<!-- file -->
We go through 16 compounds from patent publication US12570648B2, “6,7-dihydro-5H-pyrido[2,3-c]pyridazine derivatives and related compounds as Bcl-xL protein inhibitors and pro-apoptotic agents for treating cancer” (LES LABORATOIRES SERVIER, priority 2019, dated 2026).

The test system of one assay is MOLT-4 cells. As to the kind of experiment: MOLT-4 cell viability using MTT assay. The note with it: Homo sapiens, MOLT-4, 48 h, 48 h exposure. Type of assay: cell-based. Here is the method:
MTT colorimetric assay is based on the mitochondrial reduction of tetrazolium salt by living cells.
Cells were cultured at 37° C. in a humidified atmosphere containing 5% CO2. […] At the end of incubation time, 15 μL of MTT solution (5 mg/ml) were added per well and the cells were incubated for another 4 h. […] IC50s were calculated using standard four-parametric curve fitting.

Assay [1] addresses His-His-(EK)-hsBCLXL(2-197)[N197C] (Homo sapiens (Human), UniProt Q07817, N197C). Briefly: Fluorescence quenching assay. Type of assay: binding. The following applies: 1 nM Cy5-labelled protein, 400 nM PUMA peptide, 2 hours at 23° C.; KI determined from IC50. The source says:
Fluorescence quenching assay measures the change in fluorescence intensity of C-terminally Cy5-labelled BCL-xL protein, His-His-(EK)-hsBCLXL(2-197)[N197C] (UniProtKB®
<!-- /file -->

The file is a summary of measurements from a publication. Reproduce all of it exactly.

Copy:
We go through 16 compounds from patent publication US12570648B2, “6,7-dihydro-5H-pyrido[2,3-c]pyridazine derivatives and related compounds as Bcl-xL protein inhibitors and pro-apoptotic agents for treating cancer” (LES LABORATOIRES SERVIER, priority 2019, dated 2026).

The test system of one assay is MOLT-4 cells. As to the kind of experiment: MOLT-4 cell viability using MTT assay. The note with it: Homo sapiens, MOLT-4, 48 h, 48 h exposure. Type of assay: cell-based. Here is the method:
MTT colorimetric assay is based on the mitochondrial reduction of tetrazolium salt by living cells.
Cells were cultured at 37° C. in a humidified atmosphere containing 5% CO2. […] At the end of incubation time, 15 μL of MTT solution (5 mg/ml) were added per well and the cells were incubated for another 4 h. […] IC50s were calculated using standard four-parametric curve fitting.

Assay [1] addresses His-His-(EK)-hsBCLXL(2-197)[N197C] (Homo sapiens (Human), UniProt Q07817, N197C). Briefly: Fluorescence quenching assay. Type of assay: binding. The following applies: 1 nM Cy5-labelled protein, 400 nM PUMA peptide, 2 hours at 23° C.; KI determined from IC50. The source says:
Fluorescence quenching assay measures the change in fluorescence intensity of C-terminally Cy5-labelled BCL-xL protein, His-His-(EK)-hsBCLXL(2-197)[N197C] (UniProtKB®